There’s no doubt that the secret to Amazon’s device’s success is in its connected-home system, Alexa.

From being the center hub to your Mark Zuckerberg’s-like smart home to simply giving you the right answers when you need them Alexa is one of the best connected-home assistants in the market.

To get the most out of your Alexa device, you can either enable 3rd party skills from the Amazon Alexa store (like News Feed, for example), but you can also use its built in skills that come natively with the device.

But wait, there’s more.

In addition to the popular uses and familiar skills, there are a bunch of hidden invocations and not-so-well-known questions you can ask it – and get great answers on.

We’ve collected 124 Amazon Alexa must-know voice commands that you might not know of.

Some will make you more productive.
Some will make you laugh.
Some will get you playing with your Echo all day long.
In any case, you’ve got a long day ahead of you.

So go ahead and dive into the 124 Alexa commands.

Original article here.


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Google, Facebook, and Microsoft Are Remaking Themselves Around AI

2016-11-24 - By 

FEI-FEI LI IS a big deal in the world of AI. As the director of the Artificial Intelligence and Vision labs at Stanford University, she oversaw the creation of ImageNet, a vast database of images designed to accelerate the development of AI that can “see.” And, well, it worked, helping to drive the creation of deep learning systems that can recognize objects, animals, people, and even entire scenes in photos—technology that has become commonplace on the world’s biggest photo-sharing sites. Now, Fei-Fei will help run a brand new AI group inside Google, a move that reflects just how aggressively the world’s biggest tech companies are remaking themselves around this breed of artificial intelligence.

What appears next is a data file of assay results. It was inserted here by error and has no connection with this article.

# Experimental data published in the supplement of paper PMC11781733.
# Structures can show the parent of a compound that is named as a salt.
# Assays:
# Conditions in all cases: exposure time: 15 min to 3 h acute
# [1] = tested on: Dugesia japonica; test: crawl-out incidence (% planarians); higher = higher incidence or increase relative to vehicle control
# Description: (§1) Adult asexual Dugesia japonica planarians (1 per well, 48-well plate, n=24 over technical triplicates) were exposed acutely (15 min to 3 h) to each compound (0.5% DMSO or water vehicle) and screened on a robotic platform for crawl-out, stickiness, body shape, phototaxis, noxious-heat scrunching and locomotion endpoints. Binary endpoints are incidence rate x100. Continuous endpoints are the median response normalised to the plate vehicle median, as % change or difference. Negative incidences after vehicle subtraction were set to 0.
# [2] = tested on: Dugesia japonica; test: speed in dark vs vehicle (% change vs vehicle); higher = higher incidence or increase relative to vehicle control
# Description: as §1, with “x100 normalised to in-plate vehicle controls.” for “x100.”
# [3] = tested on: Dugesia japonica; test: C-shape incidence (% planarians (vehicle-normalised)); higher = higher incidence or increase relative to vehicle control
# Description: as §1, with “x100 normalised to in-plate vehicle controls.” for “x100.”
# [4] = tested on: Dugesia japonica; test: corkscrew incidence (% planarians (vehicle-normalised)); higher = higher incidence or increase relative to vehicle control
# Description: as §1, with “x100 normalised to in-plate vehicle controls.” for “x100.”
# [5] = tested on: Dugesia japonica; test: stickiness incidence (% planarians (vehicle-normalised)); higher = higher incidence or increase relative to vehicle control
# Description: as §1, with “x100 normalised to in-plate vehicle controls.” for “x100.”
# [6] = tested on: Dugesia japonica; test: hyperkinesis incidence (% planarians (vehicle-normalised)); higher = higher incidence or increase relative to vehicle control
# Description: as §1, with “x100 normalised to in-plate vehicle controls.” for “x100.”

Alongside a former Stanford researcher—Jia Li, who more recently ran research for the social networking service Snapchat—the China-born Fei-Fei will lead a team inside Google’s cloud computing operation, building online services that any coder or company can use to build their own AI. This new Cloud Machine Learning Group is the latest example of AI not only re-shaping the technology that Google uses, but also changing how the company organizes and operates its business.

Google is not alone in this rapid re-orientation. Amazon is building a similar group cloud computing group for AI. Facebook and Twitter have created internal groups akin to Google Brain, the team responsible for infusing the search giant’s own tech with AI. And in recent weeks, Microsoft reorganized much of its operation around its existing machine learning work, creating a new AI and research group under executive vice president Harry Shum, who began his career as a computer vision researcher.